Sunday, January 10, 2016

I Shall Not Want

 I Shall Not Want  by Audrey Assad  is based on the Litany of Humility  and on Psalm 23.  This song models the humility Christ gave us in Philippians 2:5-8:
"Have this mind among yourselves, which is yours in Christ Jesus, who, though he was in the form of God, did not count equality with God a thing to be grasped, but emptied himself, by taking the form of a servant, being born in the likeness of men. And being found in human form, he humbled himself by becoming obedient to the point of death, even death on a cross."
The Litany of Humility is a prayer from the perspective of one who recognizes our naturally wicked disposition, but also recognizes the grace given through Jesus who reshapes and reforms our hearts into ones that beat in rhythm with his - hearts that look like the heart of Jesus shown in Philippians 2:5-8.

Audrey Assad’s song I Shall Not Want  blends the words of this prayer with an echo of Psalms 23 and 34 as the refrain: “When I taste your goodness, I shall not want.”

Monday, December 14, 2015

Mary Did You Know FAQ (by Mark Shea)

Thank you . What a great article!


Mary Did You Know?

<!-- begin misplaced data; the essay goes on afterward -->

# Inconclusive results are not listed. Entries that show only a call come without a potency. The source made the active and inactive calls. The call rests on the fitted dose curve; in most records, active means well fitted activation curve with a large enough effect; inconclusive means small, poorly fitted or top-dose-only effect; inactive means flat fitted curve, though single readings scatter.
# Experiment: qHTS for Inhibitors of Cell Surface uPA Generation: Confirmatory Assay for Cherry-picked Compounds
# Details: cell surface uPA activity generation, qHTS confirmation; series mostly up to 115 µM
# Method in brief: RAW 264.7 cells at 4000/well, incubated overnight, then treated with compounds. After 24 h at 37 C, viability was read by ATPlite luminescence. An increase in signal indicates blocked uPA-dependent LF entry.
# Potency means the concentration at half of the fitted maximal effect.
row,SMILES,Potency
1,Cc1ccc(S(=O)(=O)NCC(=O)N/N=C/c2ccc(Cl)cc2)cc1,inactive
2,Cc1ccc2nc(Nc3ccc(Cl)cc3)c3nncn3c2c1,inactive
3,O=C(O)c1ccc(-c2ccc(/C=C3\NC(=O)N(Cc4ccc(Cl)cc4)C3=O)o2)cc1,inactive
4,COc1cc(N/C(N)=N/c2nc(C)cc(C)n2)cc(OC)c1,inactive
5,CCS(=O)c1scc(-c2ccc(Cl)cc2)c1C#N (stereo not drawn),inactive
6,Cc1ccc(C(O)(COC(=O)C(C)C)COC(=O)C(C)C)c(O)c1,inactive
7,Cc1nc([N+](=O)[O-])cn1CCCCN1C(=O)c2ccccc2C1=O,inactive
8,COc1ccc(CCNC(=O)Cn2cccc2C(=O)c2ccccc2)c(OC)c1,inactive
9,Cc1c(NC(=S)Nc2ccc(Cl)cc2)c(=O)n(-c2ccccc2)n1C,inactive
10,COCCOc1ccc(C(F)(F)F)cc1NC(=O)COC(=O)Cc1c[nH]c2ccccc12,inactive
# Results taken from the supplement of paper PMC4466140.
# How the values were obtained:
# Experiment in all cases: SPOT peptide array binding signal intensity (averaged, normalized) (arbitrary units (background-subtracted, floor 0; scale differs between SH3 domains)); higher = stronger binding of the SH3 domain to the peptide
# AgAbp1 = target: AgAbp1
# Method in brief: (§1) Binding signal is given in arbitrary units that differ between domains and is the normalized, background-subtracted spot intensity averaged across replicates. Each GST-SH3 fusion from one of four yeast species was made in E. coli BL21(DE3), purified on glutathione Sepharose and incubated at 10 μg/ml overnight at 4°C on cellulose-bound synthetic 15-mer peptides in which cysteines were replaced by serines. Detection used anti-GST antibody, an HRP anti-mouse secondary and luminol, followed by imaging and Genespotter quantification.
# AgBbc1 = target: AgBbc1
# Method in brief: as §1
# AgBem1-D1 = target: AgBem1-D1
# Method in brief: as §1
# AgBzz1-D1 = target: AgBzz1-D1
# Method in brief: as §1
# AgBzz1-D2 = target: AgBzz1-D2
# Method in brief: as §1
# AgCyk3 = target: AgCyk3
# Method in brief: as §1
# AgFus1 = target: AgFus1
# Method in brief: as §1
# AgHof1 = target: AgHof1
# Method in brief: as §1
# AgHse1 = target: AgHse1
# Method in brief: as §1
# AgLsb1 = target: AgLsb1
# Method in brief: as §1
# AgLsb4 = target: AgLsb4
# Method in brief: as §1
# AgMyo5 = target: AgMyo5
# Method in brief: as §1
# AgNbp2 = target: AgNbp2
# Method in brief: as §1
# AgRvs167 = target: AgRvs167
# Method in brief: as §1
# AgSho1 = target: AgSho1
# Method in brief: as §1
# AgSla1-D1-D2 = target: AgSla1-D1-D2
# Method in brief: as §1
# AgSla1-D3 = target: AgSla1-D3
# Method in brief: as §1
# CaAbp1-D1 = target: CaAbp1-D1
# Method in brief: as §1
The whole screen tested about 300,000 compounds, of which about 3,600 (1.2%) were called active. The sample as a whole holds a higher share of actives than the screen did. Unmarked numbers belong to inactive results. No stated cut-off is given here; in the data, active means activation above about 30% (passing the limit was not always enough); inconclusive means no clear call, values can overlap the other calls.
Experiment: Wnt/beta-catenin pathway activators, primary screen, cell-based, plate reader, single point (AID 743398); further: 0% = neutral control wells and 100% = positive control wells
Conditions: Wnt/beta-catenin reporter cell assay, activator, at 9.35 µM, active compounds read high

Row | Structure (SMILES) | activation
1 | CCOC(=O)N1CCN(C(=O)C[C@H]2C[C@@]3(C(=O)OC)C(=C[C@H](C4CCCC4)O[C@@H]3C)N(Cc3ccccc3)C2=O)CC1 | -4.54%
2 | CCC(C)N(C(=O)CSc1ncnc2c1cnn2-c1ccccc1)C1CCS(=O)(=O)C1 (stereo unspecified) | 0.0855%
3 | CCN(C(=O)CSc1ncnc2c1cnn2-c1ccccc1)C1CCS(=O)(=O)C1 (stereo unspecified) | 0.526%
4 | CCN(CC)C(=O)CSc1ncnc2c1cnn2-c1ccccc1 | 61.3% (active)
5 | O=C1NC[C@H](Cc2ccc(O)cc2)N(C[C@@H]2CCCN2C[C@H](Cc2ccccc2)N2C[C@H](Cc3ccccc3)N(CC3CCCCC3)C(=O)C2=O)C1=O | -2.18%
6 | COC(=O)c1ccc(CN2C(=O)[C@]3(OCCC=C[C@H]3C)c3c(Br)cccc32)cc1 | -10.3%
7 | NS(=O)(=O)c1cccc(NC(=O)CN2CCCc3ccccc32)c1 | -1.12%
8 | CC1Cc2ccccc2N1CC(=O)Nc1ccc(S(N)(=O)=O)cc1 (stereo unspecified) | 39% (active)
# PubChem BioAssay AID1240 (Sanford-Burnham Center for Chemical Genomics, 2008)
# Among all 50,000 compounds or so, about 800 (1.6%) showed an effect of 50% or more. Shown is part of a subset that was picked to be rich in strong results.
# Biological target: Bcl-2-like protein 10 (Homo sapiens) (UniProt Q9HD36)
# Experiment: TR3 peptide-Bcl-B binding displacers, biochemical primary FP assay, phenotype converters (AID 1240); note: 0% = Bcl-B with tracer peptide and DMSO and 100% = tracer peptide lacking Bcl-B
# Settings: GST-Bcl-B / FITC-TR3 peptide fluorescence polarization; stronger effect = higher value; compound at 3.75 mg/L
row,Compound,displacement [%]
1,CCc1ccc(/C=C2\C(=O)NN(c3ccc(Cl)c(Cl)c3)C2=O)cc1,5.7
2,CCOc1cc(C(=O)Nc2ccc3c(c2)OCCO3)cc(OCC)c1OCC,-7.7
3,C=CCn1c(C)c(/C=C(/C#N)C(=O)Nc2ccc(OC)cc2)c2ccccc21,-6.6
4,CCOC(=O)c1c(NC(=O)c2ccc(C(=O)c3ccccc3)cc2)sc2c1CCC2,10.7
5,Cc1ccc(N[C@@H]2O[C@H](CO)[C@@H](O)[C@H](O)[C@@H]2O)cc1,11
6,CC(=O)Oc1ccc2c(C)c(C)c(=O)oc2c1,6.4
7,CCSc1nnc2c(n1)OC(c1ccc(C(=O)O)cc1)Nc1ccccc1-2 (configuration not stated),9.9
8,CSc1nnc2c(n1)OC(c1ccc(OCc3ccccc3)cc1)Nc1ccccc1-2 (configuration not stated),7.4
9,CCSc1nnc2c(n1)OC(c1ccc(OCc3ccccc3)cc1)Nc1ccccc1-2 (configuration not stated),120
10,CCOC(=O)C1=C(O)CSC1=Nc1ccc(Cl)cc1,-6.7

Mary, did you know that your Baby Boy would one day walk on water?
A: No. Mary is not omniscient and could not foresee every particular act of her Son. See the story of the Finding in the Temple in Luke 2:41-51.
Mary, did you know that your Baby Boy would save our sons and daughters?
A: Yes. “And behold, you will conceive in your womb and bear a son, and you shall call his name Jesus” (Lk 1:31). “Y’shua” means “the Lord is salvation”. Mary knew the meaning of that Name. That’s why she said, “My spirit exults in God my *Savior*.” It’s also why she spoke with complete awareness that her Son was the fulfilment of the promise of salvation to Abraham, a promise that encompasses the whole world since Abraham was told that through him, all the nations of the earth would be blessed. So she says,
“He has helped his servant Israel,
in remembrance of his mercy,
as he spoke to our fathers,
to Abraham and to his posterity for ever.” (Lk 1:54–55).